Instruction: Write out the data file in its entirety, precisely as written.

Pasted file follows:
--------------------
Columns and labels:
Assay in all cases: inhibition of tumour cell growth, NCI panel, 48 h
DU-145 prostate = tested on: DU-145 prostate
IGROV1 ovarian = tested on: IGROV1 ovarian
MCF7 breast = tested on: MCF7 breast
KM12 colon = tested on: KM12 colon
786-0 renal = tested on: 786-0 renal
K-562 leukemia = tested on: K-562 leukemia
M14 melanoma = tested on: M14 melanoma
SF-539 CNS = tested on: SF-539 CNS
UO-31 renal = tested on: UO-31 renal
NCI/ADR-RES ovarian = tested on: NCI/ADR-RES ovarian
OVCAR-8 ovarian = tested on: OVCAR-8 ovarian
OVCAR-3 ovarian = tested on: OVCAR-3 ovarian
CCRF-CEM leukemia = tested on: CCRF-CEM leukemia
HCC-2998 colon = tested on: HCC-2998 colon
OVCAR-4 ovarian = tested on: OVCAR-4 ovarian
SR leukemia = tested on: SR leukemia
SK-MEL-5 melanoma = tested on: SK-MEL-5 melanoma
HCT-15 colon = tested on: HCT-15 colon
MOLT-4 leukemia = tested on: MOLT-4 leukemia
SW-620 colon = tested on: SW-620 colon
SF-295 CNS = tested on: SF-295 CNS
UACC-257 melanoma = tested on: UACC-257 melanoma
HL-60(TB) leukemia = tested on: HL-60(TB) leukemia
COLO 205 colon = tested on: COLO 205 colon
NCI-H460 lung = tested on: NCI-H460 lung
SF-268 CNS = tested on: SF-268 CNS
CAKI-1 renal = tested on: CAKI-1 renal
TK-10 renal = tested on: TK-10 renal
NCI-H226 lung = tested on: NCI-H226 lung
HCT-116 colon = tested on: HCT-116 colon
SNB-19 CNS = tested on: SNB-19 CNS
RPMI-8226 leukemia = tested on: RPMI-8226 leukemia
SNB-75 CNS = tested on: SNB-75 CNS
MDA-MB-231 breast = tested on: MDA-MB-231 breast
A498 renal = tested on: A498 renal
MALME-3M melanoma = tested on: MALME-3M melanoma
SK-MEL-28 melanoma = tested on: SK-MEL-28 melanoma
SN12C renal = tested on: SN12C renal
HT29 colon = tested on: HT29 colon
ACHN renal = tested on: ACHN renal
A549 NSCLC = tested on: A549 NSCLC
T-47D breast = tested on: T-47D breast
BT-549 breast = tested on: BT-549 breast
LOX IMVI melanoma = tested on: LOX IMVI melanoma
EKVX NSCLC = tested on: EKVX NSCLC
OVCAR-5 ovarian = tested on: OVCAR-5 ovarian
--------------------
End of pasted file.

Columns and labels:
Assay in all cases: inhibition of tumour cell growth, NCI panel, 48 h
DU-145 prostate = tested on: DU-145 prostate
IGROV1 ovarian = tested on: IGROV1 ovarian
MCF7 breast = tested on: MCF7 breast
KM12 colon = tested on: KM12 colon
786-0 renal = tested on: 786-0 renal
K-562 leukemia = tested on: K-562 leukemia
M14 melanoma = tested on: M14 melanoma
SF-539 CNS = tested on: SF-539 CNS
UO-31 renal = tested on: UO-31 renal
NCI/ADR-RES ovarian = tested on: NCI/ADR-RES ovarian
OVCAR-8 ovarian = tested on: OVCAR-8 ovarian
OVCAR-3 ovarian = tested on: OVCAR-3 ovarian
CCRF-CEM leukemia = tested on: CCRF-CEM leukemia
HCC-2998 colon = tested on: HCC-2998 colon
OVCAR-4 ovarian = tested on: OVCAR-4 ovarian
SR leukemia = tested on: SR leukemia
SK-MEL-5 melanoma = tested on: SK-MEL-5 melanoma
HCT-15 colon = tested on: HCT-15 colon
MOLT-4 leukemia = tested on: MOLT-4 leukemia
SW-620 colon = tested on: SW-620 colon
SF-295 CNS = tested on: SF-295 CNS
UACC-257 melanoma = tested on: UACC-257 melanoma
HL-60(TB) leukemia = tested on: HL-60(TB) leukemia
COLO 205 colon = tested on: COLO 205 colon
NCI-H460 lung = tested on: NCI-H460 lung
SF-268 CNS = tested on: SF-268 CNS
CAKI-1 renal = tested on: CAKI-1 renal
TK-10 renal = tested on: TK-10 renal
NCI-H226 lung = tested on: NCI-H226 lung
HCT-116 colon = tested on: HCT-116 colon
SNB-19 CNS = tested on: SNB-19 CNS
RPMI-8226 leukemia = tested on: RPMI-8226 leukemia
SNB-75 CNS = tested on: SNB-75 CNS
MDA-MB-231 breast = tested on: MDA-MB-231 breast
A498 renal = tested on: A498 renal
MALME-3M melanoma = tested on: MALME-3M melanoma
SK-MEL-28 melanoma = tested on: SK-MEL-28 melanoma
SN12C renal = tested on: SN12C renal
HT29 colon = tested on: HT29 colon
ACHN renal = tested on: ACHN renal
A549 NSCLC = tested on: A549 NSCLC
T-47D breast = tested on: T-47D breast
BT-549 breast = tested on: BT-549 breast
LOX IMVI melanoma = tested on: LOX IMVI melanoma
EKVX NSCLC = tested on: EKVX NSCLC
OVCAR-5 ovarian = tested on: OVCAR-5 ovarian